Woody2Shoes

Impressive Member
Joined
5 Jan 2015
Messages
2,133
Reaction score
405
Location
Sussex UK
No experience of PV but very good experience of hot water. Bought a large but leaky house about 15 years ago. first 2 years was filling oil tank 3 times a year. Professional quotes for solar panels were very expensive even with grants. After some research designed and bought the stuff to do it myself, but got a roofer to fix the 2 frames on the roof. It paid for itself in about 14 months. PM me if you want any detail.
Was this for space heating as well as DHW?
 

Rich C

Established Member
Joined
22 Aug 2019
Messages
458
Reaction score
87
Location
Manchester
My parents have PV panels without a FIT, they pay for all their electricity and gas with a slight surplus. Worth it given the cost of purchase? I'm not sure.
 

Lorenzl

Established Member
Joined
20 Feb 2022
Messages
139
Reaction score
82
Location
Cambourne
I am a septic and a guy I work with say's he get's about 60% of the energy the salesman told him. I think if you live somewhere very sunny it is worth it.

I went to a council sponsored meeting about thirty years ago and the salesman said you would get payback in about 15 years. In the question and answer session I asked what was the lifetime of the solar panels and he said 15 years!

I used to work in lab that dose research on solar panels and at the time the very best efficiency was 20% ( in the lab under a lamp ). I can't remember the full details but they were developing panels with a new material which was toxic* but the government were going to let them proceed. I asked what would happen to the panels when they reached end of life and was told they would be recycled in dedicated recycling centres. I can see that being a mess with nobody wanting to take responsibility or pay for it. But hay why worry about that now it will be somebody else problem.

*However, the commercialization of PSCs has raised some concerns about their safety, as PSCs contain methylammonium lead iodide (CH3NH3PbI3, MAPbI3). Pb is a well-known toxicant, and its toxicity varies from genotoxic and carcinogenic to nephrotoxic, neurotoxic, immunotoxic, and reproductive toxic
 

Sideways

Established Member
Joined
26 Dec 2017
Messages
1,914
Reaction score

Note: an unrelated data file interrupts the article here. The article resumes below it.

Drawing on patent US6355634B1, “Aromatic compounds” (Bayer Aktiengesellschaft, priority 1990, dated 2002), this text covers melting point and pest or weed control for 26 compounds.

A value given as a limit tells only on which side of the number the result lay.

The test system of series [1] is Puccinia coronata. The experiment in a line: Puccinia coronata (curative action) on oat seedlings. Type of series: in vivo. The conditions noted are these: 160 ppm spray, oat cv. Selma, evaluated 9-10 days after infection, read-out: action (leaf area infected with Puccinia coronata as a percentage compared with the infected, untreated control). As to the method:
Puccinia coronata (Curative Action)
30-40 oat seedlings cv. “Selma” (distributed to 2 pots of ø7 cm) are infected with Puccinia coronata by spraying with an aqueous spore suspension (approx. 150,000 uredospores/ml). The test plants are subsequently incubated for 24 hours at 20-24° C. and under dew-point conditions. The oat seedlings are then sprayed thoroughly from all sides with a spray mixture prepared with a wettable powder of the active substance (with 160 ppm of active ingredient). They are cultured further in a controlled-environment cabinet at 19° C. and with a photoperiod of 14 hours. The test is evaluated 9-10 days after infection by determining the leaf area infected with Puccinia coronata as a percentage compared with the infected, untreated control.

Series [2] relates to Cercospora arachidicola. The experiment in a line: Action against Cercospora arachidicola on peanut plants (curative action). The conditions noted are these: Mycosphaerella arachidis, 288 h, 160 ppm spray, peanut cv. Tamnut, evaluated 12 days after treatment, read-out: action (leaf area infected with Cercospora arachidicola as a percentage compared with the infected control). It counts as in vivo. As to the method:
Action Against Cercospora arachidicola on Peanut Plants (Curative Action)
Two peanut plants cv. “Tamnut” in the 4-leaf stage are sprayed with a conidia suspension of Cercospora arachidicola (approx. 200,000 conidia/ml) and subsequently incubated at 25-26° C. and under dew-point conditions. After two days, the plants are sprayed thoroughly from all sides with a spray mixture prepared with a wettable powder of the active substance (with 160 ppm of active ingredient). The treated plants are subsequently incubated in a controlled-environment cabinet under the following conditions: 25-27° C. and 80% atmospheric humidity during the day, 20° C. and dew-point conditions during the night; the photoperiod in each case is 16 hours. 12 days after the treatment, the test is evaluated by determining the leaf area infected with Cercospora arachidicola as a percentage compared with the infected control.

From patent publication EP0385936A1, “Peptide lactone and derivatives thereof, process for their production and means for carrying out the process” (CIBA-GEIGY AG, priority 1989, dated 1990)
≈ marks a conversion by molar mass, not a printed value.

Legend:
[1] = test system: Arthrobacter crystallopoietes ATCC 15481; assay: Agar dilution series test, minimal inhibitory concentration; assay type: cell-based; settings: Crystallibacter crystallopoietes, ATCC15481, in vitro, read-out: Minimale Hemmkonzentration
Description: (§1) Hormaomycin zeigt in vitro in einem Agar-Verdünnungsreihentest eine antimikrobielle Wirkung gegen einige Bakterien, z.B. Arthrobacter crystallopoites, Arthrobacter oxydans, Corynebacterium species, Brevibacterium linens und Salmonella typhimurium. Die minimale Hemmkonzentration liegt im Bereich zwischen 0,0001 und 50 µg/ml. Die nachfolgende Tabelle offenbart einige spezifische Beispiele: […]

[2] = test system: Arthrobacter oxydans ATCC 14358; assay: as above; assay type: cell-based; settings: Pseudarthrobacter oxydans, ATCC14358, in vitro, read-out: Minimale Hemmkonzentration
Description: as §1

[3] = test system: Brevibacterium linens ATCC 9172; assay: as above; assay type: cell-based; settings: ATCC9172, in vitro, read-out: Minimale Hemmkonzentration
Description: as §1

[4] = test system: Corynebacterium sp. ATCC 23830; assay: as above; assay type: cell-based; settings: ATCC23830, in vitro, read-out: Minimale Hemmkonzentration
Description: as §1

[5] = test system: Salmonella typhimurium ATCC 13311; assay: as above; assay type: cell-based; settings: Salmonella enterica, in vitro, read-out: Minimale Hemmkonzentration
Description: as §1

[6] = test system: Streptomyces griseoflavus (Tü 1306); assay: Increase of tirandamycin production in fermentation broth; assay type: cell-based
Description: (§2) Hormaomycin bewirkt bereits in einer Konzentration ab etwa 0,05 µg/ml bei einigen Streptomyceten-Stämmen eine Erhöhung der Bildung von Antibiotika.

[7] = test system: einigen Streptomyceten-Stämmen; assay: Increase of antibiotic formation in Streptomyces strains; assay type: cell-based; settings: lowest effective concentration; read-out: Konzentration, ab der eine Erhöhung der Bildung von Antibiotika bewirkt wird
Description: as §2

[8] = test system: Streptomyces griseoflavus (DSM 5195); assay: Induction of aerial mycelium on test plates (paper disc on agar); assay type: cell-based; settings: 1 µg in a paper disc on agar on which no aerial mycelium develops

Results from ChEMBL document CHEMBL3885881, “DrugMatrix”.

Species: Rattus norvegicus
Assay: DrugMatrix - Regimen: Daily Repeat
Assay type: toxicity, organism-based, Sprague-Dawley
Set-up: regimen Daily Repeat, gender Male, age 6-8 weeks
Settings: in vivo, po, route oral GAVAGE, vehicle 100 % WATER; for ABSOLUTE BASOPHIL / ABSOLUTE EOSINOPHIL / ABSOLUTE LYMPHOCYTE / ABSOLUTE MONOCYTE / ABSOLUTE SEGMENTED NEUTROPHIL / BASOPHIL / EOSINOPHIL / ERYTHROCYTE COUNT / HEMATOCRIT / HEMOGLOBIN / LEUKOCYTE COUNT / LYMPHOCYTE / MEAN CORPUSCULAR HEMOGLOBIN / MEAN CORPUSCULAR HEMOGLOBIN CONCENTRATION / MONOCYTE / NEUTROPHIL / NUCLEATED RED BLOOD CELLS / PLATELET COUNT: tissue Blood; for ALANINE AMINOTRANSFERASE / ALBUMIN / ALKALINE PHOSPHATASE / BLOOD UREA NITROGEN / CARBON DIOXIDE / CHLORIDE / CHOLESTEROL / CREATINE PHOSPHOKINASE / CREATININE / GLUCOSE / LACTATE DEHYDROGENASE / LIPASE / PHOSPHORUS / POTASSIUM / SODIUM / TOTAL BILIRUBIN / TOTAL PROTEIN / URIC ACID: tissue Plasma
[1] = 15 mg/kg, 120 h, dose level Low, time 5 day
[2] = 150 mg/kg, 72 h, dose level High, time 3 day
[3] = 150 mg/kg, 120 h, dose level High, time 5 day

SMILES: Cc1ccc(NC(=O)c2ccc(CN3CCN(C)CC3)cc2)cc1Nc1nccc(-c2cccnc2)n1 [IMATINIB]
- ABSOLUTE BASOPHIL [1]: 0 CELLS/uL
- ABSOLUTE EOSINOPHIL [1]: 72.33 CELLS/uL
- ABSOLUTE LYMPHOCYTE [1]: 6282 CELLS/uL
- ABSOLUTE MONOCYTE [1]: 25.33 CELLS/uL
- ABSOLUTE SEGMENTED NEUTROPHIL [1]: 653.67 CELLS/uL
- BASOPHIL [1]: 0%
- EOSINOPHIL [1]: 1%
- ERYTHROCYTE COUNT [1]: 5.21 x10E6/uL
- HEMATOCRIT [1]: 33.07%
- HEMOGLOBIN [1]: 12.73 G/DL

692
Location
United Kingdom
I'm planning an installation to go in before the summer.
I'm retired and see this as a lifetime buy so I don't have to spend time on it ever again.
As we have a decent sized SE facing roof and I will pair it up with storage batteries, I expect to be self sufficient for electricity 9 months of the year, with surplus to spare to charge a car and / or contribute to the hot water for 6 months.
It's expensive and a big investment for me.
It will take at least 10 yrs to break even, but the panels are guaranteed for 25 yrs and the batteries should do better than the 10 years life that is assumed in the financials.
In your situation, I wouldn't,, but think where you can you put the money that will make enough of a return to keep pace with energy costs ?
In mine, I don't see it as a great investment so much as buying insurance against prices going silly in future, and it has to be now or we won't live long enough to get the benefit of it :)

And like everyone, I'd like to do what I can to be "green". I'm not entirely sure that this is because the whole life calculations of what goes into making the parts, installing them and cleaning up afterwards are too complicated for me to figure out with any confidence. At least I'll take a lot of my load off the grid which is going to get hammered as electric vehicle numbers grow.
 
Last edited:

GrahamF

Established Member
Joined
11 May 2015
Messages
749
Reaction score
51
Location
Abergele and Portugal
...........
I used to work in lab that dose research on solar panels and at the time the very best efficiency was 20% ( in the lab under a lamp ).

Efficiency has drastically improved over the years. We live aboard a sailing boat for around half the year and solar provides all our needs, with 320w of panels occasionally outputting >300w in Algarve/Med sun. More often though we see mid 200's as boat swings around on anchor so panels not always in best position.

I did the sums a couple of years ago for home installation but at 75 now, highly unlikely to live long enough to make it worthwhile. For younger folks and possible permanent higher power costs, may well be cost effective.
 

D_W

Established Member
Joined
24 Aug 2015
Messages
9,517
Reaction score
1,913
Location
PA, US
if you're able to put them in yourself and hire an electrician for the critical electrical bits and the grid tie in, they would be an enormous money saver. Where I live, you're not allowed to do that, at least not stating that you're doing that.